Discolor Online

Weblog of the sweetest person you never want to piss off.


The Lindroos Clan Diminshes

Over the weekend I got a message my dad left for me nearly ten days earlier. I don't know exactly how I missed it, but the bottom line is my aunt (his sister) had died rather suddenly. Though the Lindroos side of the family is fairly robust in general, my aunt had suffered with MS and leukemia among other things and there was even a point a few years ago where they thought she might be need a bone marrow donation that my dad was prepared to give. In the end they didn't need it after all. I'm not sure what exactly happened to bring about her death, just that it was sudden and, despite her illnesses, unexpected.

My aunt and her mother were like oil and water. My grandmother was a small woman with big personality. She was stern, sometimes even harsh. She was strict and not particularly sympathetic. She lived tough life, spent time in an orphanage separated from her siblings when she was young. She was not the sort of person I could envision putting up with too much high-spirited hijinx.

My aunt was 8 years older than my dad, with my uncle Jack falling somewhere in between them. JoAnn was lively and hilarious, a carouser. When I was having a particularly bad time after moving in with my father as a teen, I was sent out to Arizona to have a visit with JoAnn. She told me stories of her wild behavior, of being locked in her room by her parents only to climb out the window to get away. The notion of defying my grandparents so, my grandmother in particular but also of being so bad as to raise the ire of my generally patient and mild grandfather, I could barely conceive it.

Once JoAnn went to a party and got staggeringly drunk. Sneaking back into the house, she fell on her face and made herself a bloody mess. Limping into her room, still thinking she could hide it somehow, she leaned onto the bed only to have her arm collapse accordion-like, also broken in the fall. I was horrified, titillated, and intensely curious for more. She told me of another drunken teenage party, this time with my uncle, who made it home but passed out in the front yard, and how she and my dad (all of 8 or 9 years old) grabbed him and dragged him through the house and dumped him in his bed. The next morning found Grandma ranting about the black scuffmarks left on her floor. As my dad sarcastically chipped in, "Oh yeah, who could have left those marks that lead directly from the door to Jack's room?" She told stories of living abroad with her husband, who I don't even remember; living in Saudi Arabia where they would have booze parties with smuggled liquor and how she recklessly threw the bottles away in the trash until her husband, horrified, found out and began taking the bottles out into the dessert to be broken and buried in the sand.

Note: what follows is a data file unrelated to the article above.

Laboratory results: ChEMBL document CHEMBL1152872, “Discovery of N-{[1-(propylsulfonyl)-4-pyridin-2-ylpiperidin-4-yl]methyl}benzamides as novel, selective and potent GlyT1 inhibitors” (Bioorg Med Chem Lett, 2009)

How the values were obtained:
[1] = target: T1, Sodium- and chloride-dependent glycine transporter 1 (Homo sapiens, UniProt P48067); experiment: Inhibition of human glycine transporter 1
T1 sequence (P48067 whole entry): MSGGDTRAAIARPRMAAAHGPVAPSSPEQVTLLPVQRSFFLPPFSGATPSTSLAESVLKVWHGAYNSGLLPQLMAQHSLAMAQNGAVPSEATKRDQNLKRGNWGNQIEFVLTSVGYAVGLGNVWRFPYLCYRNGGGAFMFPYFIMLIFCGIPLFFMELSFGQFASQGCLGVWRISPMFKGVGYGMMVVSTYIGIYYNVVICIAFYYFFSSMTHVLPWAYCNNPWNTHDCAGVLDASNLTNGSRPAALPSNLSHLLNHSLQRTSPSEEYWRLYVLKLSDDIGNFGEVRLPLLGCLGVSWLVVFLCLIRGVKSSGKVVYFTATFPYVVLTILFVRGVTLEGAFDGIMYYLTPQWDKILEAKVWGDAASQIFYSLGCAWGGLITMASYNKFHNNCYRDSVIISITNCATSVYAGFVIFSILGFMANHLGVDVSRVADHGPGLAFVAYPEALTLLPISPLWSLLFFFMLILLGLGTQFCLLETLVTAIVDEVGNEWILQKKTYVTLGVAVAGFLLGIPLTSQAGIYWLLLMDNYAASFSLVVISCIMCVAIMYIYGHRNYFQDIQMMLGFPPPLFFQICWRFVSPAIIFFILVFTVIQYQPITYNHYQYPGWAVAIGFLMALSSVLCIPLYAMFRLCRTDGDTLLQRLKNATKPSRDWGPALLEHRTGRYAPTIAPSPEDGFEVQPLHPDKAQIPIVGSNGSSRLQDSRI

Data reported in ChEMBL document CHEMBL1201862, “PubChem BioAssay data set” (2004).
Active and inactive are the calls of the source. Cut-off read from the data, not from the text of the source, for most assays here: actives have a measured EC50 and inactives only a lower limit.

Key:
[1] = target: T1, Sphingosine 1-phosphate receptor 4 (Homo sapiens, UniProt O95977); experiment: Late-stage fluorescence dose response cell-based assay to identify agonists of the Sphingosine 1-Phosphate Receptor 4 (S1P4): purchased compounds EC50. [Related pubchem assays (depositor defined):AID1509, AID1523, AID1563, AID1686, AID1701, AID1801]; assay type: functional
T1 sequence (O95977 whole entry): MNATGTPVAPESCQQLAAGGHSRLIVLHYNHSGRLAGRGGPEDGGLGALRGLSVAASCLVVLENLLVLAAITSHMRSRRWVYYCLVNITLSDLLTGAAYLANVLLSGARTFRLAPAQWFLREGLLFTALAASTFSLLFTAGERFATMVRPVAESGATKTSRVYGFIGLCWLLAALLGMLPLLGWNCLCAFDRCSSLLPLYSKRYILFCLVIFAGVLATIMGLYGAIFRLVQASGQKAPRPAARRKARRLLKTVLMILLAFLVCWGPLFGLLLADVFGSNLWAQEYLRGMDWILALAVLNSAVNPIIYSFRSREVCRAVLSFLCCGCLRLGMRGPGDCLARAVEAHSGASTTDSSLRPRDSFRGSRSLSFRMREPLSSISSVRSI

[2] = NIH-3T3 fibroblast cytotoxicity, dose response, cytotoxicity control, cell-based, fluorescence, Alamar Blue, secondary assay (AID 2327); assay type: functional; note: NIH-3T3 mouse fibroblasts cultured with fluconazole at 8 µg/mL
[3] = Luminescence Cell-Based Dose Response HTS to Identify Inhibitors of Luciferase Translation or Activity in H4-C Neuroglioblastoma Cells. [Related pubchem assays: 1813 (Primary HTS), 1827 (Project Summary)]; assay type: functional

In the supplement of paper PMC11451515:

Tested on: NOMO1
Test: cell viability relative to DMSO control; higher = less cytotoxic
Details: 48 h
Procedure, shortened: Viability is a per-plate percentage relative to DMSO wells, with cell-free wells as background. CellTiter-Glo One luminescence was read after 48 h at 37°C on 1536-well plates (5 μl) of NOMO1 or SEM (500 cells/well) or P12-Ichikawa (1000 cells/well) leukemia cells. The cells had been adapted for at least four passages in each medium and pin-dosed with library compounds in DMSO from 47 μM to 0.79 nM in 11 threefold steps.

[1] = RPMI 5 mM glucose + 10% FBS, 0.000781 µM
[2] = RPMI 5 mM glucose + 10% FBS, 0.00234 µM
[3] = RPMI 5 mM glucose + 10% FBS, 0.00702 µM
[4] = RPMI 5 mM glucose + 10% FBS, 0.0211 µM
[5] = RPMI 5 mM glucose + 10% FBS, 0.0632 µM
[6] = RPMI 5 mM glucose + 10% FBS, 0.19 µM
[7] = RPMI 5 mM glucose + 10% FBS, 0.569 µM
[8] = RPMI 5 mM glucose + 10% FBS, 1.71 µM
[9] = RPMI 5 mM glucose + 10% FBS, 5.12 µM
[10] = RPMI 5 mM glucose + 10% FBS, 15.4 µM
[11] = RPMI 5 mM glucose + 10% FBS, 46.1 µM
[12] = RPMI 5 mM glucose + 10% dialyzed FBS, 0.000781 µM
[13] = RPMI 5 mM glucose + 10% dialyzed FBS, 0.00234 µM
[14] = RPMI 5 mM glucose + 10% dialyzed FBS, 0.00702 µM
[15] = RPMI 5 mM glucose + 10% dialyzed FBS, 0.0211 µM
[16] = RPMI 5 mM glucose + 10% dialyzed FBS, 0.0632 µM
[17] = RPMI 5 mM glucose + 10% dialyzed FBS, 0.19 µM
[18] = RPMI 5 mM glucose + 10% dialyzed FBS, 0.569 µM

My aunt so chafed at living in my grandmother's house, she eloped as girl just to get away. When she was married and returned to the house to announce it, she says my grandmother went into a fit and started screaming, "You're pregnant, you're pregnant aren't you," to which my aunt screamed back, "No, I did it to get away from YOU." Ouch.

I last saw my aunt two years ago when I made a trip to Arizona with Kate to visit shortly before my grandmother died. "It's a sign," JoAnn said at the time. One by one, in a short span of time, we'd all come out for a visit. "It's the family's last visit." Grandma did die shortly after. JoAnn admitted that she just couldn't be too broken up over it, since she'd "never gotten along with that woman."

A post-it note, faded and at least five years old, sticks my computer monitor reminding me of JoAnn's address. I think the last time I used it was to send her a wedding invitation (knowing full well her health would prohibit her from coming, but wanting her to know she was thought of and welcome). Even though our clan is scattered and contact is irregular, we're still quite diminished with her passing.


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